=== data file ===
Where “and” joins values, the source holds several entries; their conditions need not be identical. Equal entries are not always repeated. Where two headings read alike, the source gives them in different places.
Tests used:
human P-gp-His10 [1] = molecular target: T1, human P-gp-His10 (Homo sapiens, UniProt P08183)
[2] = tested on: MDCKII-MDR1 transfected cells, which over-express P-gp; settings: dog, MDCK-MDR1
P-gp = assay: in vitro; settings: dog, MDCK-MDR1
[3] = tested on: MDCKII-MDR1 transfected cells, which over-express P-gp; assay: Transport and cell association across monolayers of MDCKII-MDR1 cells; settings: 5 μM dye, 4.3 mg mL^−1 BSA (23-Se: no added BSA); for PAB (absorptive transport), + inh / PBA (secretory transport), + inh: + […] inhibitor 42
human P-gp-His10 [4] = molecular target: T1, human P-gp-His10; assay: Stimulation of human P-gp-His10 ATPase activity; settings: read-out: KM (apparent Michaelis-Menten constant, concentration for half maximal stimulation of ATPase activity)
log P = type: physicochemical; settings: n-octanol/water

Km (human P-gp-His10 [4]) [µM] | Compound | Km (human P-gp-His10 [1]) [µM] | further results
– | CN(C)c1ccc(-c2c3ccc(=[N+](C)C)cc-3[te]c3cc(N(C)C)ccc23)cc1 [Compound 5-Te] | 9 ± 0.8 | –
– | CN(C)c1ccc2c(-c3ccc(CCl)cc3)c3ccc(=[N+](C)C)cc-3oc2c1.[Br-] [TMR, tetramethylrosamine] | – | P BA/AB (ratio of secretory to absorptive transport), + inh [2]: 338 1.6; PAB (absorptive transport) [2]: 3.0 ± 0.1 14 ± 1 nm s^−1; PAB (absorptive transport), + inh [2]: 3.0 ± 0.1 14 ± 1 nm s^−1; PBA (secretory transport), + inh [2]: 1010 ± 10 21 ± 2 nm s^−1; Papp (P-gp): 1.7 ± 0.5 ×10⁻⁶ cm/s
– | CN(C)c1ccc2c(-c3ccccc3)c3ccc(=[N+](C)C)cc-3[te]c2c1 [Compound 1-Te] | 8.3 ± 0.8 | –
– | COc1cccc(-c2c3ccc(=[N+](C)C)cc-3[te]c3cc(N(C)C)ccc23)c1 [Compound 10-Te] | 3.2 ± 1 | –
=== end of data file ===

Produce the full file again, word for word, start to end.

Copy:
Where “and” joins values, the source holds several entries; their conditions need not be identical. Equal entries are not always repeated. Where two headings read alike, the source gives them in different places.
Tests used:
human P-gp-His10 [1] = molecular target: T1, human P-gp-His10 (Homo sapiens, UniProt P08183)
[2] = tested on: MDCKII-MDR1 transfected cells, which over-express P-gp; settings: dog, MDCK-MDR1
P-gp = assay: in vitro; settings: dog, MDCK-MDR1
[3] = tested on: MDCKII-MDR1 transfected cells, which over-express P-gp; assay: Transport and cell association across monolayers of MDCKII-MDR1 cells; settings: 5 μM dye, 4.3 mg mL^−1 BSA (23-Se: no added BSA); for PAB (absorptive transport), + inh / PBA (secretory transport), + inh: + […] inhibitor 42
human P-gp-His10 [4] = molecular target: T1, human P-gp-His10; assay: Stimulation of human P-gp-His10 ATPase activity; settings: read-out: KM (apparent Michaelis-Menten constant, concentration for half maximal stimulation of ATPase activity)
log P = type: physicochemical; settings: n-octanol/water

Km (human P-gp-His10 [4]) [µM] | Compound | Km (human P-gp-His10 [1]) [µM] | further results
– | CN(C)c1ccc(-c2c3ccc(=[N+](C)C)cc-3[te]c3cc(N(C)C)ccc23)cc1 [Compound 5-Te] | 9 ± 0.8 | –
– | CN(C)c1ccc2c(-c3ccc(CCl)cc3)c3ccc(=[N+](C)C)cc-3oc2c1.[Br-] [TMR, tetramethylrosamine] | – | P BA/AB (ratio of secretory to absorptive transport), + inh [2]: 338 1.6; PAB (absorptive transport) [2]: 3.0 ± 0.1 14 ± 1 nm s^−1; PAB (absorptive transport), + inh [2]: 3.0 ± 0.1 14 ± 1 nm s^−1; PBA (secretory transport), + inh [2]: 1010 ± 10 21 ± 2 nm s^−1; Papp (P-gp): 1.7 ± 0.5 ×10⁻⁶ cm/s
– | CN(C)c1ccc2c(-c3ccccc3)c3ccc(=[N+](C)C)cc-3[te]c2c1 [Compound 1-Te] | 8.3 ± 0.8 | –
– | COc1cccc(-c2c3ccc(=[N+](C)C)cc-3[te]c3cc(N(C)C)ccc23)c1 [Compound 10-Te] | 3.2 ± 1 | –